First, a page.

Alzheimer’s disease

Tips on Living Long and Healthy

September 16th, 2019

Now that we're into the month of September, it's time to focus our attention on how to improve our overall health in honor and celebration of Healthy Aging Month! This yearly observance focuses on highlighting tips to help individuals improve their physical and mental health as adults get older. This means also focusing on oral health, since the mouth is a window to the rest of the body. In fact, gum disease, which is common in older people, has been found to be linked with memory loss. Which means taking care of your mind may rely heavily on taking care of your mouth! It is important to realize that as we continue to age, there are changes that occur within the mouth that affect our teeth and the surrounding gums and bone. It is key to minimize damage to our oral cavity at any age by maintaining regular dental visits, and keeping up with good oral hygiene habits each day. Often, poor oral health becomes a factor that worsens existing chronic health problems that an individual may face, including heart disease and diabetes.

In addition, older adults may often be taking several medications daily, which can lead to dry mouth. Not only is the feeling of dry mouth annoying, but it also is harmful to your teeth because it can increase your risk of developing tooth decay due to less saliva being present within the mouth.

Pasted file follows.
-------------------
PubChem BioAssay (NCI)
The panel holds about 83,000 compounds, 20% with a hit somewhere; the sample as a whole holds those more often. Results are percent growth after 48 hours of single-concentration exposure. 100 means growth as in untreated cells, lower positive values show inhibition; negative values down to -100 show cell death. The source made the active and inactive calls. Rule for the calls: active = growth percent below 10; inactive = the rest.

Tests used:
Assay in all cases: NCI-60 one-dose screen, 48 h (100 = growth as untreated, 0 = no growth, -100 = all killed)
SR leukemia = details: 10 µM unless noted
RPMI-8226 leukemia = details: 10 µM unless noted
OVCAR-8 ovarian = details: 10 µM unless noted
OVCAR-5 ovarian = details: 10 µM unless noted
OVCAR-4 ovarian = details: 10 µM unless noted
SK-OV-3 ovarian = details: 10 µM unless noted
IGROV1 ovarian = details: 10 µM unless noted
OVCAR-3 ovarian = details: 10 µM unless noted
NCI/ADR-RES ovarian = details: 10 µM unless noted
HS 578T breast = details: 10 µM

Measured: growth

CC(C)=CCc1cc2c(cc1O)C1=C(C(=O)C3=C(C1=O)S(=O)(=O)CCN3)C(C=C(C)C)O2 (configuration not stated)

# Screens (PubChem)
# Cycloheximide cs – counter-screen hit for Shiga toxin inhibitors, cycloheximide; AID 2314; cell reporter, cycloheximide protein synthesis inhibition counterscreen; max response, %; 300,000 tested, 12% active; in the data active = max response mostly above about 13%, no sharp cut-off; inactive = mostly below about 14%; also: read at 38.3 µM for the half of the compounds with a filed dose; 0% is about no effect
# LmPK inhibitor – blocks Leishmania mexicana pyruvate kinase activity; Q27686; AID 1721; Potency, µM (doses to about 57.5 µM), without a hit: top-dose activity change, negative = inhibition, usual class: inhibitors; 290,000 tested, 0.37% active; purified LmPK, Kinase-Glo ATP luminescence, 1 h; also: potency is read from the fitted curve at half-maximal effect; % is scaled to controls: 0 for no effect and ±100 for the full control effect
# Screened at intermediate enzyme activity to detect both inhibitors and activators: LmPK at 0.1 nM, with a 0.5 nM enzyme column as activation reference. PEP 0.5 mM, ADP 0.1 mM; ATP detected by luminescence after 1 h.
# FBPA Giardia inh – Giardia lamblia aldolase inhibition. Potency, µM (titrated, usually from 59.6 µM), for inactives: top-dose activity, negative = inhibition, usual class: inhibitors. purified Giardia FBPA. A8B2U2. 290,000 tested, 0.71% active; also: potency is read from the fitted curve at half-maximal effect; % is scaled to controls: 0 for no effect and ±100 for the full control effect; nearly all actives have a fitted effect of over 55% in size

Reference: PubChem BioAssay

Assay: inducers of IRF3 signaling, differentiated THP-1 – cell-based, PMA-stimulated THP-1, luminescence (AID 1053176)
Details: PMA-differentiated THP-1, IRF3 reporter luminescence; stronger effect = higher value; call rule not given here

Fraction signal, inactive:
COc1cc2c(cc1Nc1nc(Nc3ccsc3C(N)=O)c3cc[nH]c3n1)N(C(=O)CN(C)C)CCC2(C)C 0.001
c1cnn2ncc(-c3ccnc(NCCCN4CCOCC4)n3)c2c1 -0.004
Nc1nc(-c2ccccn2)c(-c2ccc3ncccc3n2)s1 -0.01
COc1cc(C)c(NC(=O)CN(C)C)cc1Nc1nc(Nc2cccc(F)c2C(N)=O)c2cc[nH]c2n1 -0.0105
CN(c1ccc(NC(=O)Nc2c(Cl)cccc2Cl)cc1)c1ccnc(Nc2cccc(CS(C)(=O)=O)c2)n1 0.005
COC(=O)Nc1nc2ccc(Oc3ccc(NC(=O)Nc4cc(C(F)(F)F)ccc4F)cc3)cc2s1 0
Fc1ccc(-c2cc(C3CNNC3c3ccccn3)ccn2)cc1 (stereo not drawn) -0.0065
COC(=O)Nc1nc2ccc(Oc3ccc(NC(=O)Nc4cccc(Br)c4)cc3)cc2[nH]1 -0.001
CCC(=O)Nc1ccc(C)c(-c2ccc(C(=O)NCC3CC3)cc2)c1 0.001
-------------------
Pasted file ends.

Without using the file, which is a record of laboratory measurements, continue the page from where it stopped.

No matter what age we are, it is always a great time to start practicing healthy lifestyle habits. Take a look at these tips for healthy aging:

NIH Living Longer Infographic

1. Drink plenty of water!

Staying hydrated is very important for our bodies. Tap water is the best resource because it contains fluoride, which plays a major role in keeping your teeth healthy.

2. Healthy snacks are the way to go

We need to be a little picky with our food choices in order to have a diet that is healthy for our teeth and body. Snacks filled with protein including yogurt, cheese, and nuts make great healthy and tooth-friendly snacks. Also eating foods high in iron, such as spinach, meats, and beans, can help give you the energy you need for each day. Avoid eating sugary foods and candy, as these items aren't so tooth-friendly despite their tastiness.

3. Brushing and flossing habits at home